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The Indian general elections are a chaotic, crazy, bewildering and uplifting process and it's very hard to node every nuance. Before I give you some of the bare details, let me remind you that we follow a Westminster style system with a Prime Ministerial form of government. However, we also have state level governments (duplicating the system at the national level) and three of the states went to the polls along with the general elections.

This was the first election where Electronic Voting Machines were used across the country. It was argued by the Election Commission that this would reduce rigging, which is reasonably common in some parts of the country. The one advantage of using EVMs was that the results came in very quickly- it has taken less than half a day to count the votes in over 500 constituencies covering half a billion people. Some achievement that!

This election has seen a shock defeat for the ruling NDA or National Democratic Alliance of which the Hindu nationalist party, the Bharatiya Janata Party or the BJP is the chief constituent. Having been in power for a full term of five years, the BJP called these elections, hoping not just for a comfortable victory, but to gain enough seats of their own, so as to be able to shake off some of their more troublesome allies. The decision to call elections at this time was also prompted by the predictions for a good monsoon- very crucial in a country heavily dependent on rains for agricultural prosperity.

The election campaign was dominated by two things- first, the complete lack of issues. And second, the preponderance of movie stars contesting the elections! The prime agenda for the BJP was their 'India Shining' campaign highlighting the achievement of the Atal Bihari Vajpayee government. On hindsight it would seem that this has backfired and eventually contributed to their loss. However, a large number of the movie stars who were contesting elections have won their seats including Dharmendra, Jayaprada and the effervescent Govinda. Along with the fact that quirky former Test cricketer and cricket commentator Navjot Singh Sidhu has won from Amritsar, you can be rest assured that parliament will be one lively place next session!

Now to the actual results. Of the 536 results declared till tonight, the break up is as follows:

Congress and its allies- 219
BJP and its allies- 186
Others (including the Left parties)- 131.

This means that it is now possible for the Congress along with Left support (the Left has swept two states, Kerala and my home state of West Bengal) to form a government without having to depend on more problematic allies like the Samajwadi Party in Uttar Pradesh. It also means that Sonia Gandhi, the widow of the former Prime Minister, Rajiv Gandhi will most certainly become India's next Prime Minister.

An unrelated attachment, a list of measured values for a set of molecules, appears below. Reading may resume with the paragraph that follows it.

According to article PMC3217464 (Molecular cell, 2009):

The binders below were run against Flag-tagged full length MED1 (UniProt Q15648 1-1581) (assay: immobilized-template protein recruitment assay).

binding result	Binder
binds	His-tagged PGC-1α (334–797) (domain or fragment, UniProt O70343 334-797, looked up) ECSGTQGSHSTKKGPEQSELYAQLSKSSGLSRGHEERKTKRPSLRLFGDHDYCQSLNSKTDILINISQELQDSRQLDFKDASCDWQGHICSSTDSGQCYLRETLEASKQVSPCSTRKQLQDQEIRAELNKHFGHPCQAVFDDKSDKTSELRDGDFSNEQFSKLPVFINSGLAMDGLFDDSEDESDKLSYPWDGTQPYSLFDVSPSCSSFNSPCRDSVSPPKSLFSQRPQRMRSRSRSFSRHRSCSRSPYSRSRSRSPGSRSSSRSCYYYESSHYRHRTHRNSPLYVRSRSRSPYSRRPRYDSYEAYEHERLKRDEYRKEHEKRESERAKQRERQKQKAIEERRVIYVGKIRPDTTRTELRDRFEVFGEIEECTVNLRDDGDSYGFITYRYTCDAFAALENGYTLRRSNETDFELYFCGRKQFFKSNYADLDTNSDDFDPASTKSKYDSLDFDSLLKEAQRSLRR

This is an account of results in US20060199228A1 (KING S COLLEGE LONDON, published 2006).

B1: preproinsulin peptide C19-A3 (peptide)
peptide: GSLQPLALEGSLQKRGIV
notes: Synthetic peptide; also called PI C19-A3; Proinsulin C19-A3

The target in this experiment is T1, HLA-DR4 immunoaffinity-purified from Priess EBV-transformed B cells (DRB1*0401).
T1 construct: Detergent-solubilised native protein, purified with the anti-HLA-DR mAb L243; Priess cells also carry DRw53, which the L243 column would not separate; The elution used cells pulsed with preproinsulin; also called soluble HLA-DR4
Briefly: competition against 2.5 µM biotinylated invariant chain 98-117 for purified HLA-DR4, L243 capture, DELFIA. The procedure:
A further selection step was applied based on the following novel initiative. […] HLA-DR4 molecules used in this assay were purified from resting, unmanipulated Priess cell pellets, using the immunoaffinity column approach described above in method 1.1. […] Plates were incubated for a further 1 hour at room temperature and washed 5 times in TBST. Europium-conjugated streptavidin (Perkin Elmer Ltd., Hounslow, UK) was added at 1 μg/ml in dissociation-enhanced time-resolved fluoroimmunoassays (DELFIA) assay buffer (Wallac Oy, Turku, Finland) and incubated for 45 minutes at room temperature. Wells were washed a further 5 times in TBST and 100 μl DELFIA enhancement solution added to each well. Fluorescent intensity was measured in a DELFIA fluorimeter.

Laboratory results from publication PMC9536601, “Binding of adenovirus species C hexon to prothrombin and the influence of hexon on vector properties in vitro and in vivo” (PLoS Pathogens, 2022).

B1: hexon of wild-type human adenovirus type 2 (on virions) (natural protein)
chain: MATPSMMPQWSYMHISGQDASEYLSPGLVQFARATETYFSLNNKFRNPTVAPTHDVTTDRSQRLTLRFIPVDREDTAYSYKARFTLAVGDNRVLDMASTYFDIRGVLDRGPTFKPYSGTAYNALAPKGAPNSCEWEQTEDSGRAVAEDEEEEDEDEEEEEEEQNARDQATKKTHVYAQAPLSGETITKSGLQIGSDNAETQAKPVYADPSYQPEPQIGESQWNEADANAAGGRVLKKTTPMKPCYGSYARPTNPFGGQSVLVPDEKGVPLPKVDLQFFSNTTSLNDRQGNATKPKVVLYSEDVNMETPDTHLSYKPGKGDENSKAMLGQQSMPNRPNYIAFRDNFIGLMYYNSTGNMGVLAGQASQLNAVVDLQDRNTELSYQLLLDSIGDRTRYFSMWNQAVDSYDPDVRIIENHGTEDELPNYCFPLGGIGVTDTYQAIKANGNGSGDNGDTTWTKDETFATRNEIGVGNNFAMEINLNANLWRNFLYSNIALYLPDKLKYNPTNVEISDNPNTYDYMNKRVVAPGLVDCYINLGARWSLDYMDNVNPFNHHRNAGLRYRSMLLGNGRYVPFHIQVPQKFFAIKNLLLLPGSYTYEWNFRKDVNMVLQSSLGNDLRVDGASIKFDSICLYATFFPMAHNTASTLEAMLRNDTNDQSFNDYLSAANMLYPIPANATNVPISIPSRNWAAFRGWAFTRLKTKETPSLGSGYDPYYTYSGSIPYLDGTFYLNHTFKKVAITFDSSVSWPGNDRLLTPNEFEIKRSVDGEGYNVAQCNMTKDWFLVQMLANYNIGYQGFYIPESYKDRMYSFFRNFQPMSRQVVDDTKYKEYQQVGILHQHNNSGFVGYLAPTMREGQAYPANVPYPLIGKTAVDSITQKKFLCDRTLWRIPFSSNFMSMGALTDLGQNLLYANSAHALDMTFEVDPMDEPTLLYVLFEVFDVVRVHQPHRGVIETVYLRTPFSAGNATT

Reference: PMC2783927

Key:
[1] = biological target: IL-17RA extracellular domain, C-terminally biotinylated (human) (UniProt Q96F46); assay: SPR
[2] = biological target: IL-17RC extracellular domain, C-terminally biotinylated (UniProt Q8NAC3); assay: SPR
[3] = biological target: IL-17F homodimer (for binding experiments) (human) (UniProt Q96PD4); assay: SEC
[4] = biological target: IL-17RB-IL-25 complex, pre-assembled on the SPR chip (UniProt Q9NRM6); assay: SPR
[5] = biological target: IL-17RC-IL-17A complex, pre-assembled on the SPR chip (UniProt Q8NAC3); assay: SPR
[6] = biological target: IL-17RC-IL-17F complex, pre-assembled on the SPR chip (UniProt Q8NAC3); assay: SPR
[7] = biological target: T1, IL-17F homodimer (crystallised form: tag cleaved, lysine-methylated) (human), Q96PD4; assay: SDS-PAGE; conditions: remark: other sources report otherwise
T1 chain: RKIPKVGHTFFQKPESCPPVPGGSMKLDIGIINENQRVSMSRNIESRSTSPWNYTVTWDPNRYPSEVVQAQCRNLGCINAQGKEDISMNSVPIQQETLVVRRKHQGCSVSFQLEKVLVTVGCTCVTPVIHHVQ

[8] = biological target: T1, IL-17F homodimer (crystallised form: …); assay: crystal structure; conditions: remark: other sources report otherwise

Sonia Gandhi's ascendancy to the post of PM is a curious phenomenon. Her Italian and Christian background was picked up by the BJP which tried to argue that Indians should not elect a 'foreigner' (she is a naturalized Indian citizen) as their leader. Clearly the public did not buy this argument. Although doubts remain about her ability to govern a nation of this size- she speaks halting Hindi and no other Indian language, is a poor orator, has no clear political views on most issues and seems to make them up as she goes along, and has absolutely no political experience. There are fears that she will easily manipulated by Congress bigwigs. I am not sure what I feel about this. On the one hand, I am incredibly annoyed that the Congress has to rely on its 'royal family' and dynastic politics for leadership. On the other I am also incredibly proud of the idiosyncratic liberalness of my country that is willing to elect a white Italian Roman Catholic woman as their Prime Minister!!

Finally, let's take a quick look at some particular results and how parties have fared in various states. The biggest shock was the defeat of the Telegu Desam in Andhra Pradesh where it's IT savvy Chief Minister Chandrababu Naidu has been wiped out and the Congress has come back to power. Similarly in Tamil Nadu, the ruling AIADMK (All India Anna Dravida Munetra Kazagham) has been wiped out (although it retains power in the state legislative assembly that did not go to the polls) by its ally the Dravida Munetra Kazagham or the DMK. As I write this, there is news that the leader of the DMK, M. Karunanidhi might be offered the post of Deputy Prime Minister.

The Left parties, notably the Communist Party of India (Marxist) has come up with its best showing ever. Winning 36 seats out of 42 in West Bengal, including seats in its traditional area of weakness- Calcutta, as well as 18/20 seats in Kerala, and 2/2 seats in Tripura, the Left looks well on its way to regaining some of the political credibility it had lost.

I will update this node as and when results for all 539 seats have been declared. There is to be a repoll in the politically sensitive seat of Chhapra in Bihar. So these results might take a while. In the meanwhile, if you want up to date coverage of the elections, please go to www.ndtv.com. At some point in the next few days, I'll try and include some of my own political views on this election as well as snippets from the main newspapers. I want to look at why the NDA lost, what this means for Indian democracy and the Congress party in particular, and how the BJP will try and recover from this loss.

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